Victorian Building Interim Regulations 2017 Repealed

Victorian Building Interim Regulations 2017 Repealed

Victorian Building Interim Regulations 2017 Repealed


New Victorian building regulations have been instated

This weekend the Victorian Building Interim Regulations 2017 were repealed. New building regulations have been legislated (Building Regulations 2018), including several changes affecting all Victorian registered building practitioners, the industry within which they operate and those in the community who intend to undertake building work. These regulations will be law for the next ten years.

Recently, the building and construction industry has been under fire over the combustible cladding audits, which has driven the demand for change in regulations. Here at Hendry, we welcome these changes as we endeavour to create safer buildings and communities for all.

The building surveying side

When looking at construction sites around Victoria, you may have previously focused on the footings frame. However, with the new regulations in place, additional things must be considered regarding waterproofing and fire-resisting construction. Now, when inspecting construction phases as part of a building permit process, lightweight multi-story residential and healthcare sites fire-resisting plaster walls and sound insulation have become mandatory inspection phases. Similarly, fire-resisting service penetrations (pipes and cables etc.) are now part of the mandatory inspection process. When the client is performing a fit-out, clients can now be more assured that fire-resisting construction is being installed compliantly.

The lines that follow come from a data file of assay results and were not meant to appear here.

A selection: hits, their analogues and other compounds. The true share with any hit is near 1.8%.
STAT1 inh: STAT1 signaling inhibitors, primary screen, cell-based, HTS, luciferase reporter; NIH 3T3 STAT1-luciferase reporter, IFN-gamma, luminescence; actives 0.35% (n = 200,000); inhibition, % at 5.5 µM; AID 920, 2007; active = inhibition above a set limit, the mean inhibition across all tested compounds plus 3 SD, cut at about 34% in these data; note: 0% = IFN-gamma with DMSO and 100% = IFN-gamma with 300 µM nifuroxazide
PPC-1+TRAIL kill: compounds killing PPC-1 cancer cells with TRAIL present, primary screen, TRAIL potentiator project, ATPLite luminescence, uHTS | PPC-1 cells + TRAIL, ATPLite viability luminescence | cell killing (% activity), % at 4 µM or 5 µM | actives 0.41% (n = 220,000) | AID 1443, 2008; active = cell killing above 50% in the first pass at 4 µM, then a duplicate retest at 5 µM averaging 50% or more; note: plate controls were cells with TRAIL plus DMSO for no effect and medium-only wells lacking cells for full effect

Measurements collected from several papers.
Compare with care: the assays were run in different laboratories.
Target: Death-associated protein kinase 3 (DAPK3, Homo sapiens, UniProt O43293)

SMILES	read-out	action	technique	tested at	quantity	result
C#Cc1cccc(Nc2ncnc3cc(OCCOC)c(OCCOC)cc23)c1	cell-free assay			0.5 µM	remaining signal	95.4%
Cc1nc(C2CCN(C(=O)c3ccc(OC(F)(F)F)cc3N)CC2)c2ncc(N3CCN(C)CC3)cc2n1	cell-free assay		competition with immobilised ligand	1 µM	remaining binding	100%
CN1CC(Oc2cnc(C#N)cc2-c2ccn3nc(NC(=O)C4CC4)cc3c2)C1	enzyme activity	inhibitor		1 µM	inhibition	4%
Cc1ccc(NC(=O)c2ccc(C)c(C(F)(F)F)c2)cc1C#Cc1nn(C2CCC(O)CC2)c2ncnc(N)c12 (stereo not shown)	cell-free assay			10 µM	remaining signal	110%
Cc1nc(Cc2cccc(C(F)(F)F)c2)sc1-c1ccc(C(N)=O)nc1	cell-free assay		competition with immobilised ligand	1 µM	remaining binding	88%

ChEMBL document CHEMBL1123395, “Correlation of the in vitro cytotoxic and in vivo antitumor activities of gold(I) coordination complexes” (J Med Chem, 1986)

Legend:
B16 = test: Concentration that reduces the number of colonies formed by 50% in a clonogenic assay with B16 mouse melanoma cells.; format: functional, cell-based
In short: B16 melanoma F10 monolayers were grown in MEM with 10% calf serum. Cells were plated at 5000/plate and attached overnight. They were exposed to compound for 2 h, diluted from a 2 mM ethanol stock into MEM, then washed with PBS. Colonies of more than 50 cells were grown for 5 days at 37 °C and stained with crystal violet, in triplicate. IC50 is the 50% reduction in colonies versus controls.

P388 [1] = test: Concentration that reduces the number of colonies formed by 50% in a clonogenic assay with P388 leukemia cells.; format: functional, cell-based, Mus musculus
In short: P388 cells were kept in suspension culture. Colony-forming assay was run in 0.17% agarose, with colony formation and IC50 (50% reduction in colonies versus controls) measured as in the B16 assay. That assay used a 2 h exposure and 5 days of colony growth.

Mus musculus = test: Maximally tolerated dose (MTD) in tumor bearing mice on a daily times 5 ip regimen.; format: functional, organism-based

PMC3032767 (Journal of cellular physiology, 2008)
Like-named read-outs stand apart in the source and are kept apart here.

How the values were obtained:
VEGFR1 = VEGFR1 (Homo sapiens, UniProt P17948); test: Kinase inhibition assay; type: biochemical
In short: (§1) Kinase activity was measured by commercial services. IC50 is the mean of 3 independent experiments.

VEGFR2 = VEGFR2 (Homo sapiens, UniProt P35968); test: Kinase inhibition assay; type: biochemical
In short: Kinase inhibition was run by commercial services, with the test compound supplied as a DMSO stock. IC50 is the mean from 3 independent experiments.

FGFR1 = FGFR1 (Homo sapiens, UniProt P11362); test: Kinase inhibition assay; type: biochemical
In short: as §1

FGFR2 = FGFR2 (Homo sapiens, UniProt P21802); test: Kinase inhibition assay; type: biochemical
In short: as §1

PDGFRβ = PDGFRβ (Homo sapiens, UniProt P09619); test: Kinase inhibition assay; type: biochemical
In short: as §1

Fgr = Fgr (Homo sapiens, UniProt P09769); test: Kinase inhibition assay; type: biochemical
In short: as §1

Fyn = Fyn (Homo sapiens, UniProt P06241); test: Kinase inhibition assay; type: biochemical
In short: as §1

In addition, there have previously been issues with permits lapsing. The new regulations have identified that building surveyors now must give ample notice of lapsing building permits to keep that process closed out.

The essential safety measures side

There have been significant changes where essential safety measures (ESM) is concerned. For example, in Part 15 of the Building Regulations 2018 (BR2018), ESM now appears with an increased responsibility placed on building owners. This means owners now take on more responsibilities, e.g. building owners must sign Annual Essential Safety Measures Reports (AESMR).

The BR2018 legislate that vacant buildings must continue to be maintained, including ESM, with no exceptions. This is now a mandatory requirement.

Building surveyors can issue a Maintenance Schedule (MS) – essentially a list of ESMs in the building. Formerly, owners had a loophole to avoid some ESM maintenance requirements. This loophole is now closed through mandatory requirements to create an MS.

Effective ESM building construction

The Relevant Building Surveyor (RBS) must now update a maintenance schedule for an existing building or place in certain circumstances. For example, the RBS must do this when they amend an occupancy permit or issue a maintenance determination as part of the certificate of final inspection. The determination must comply with new Regulation 220, and the owner must provide all relevant records to assist the RBS to prepare it.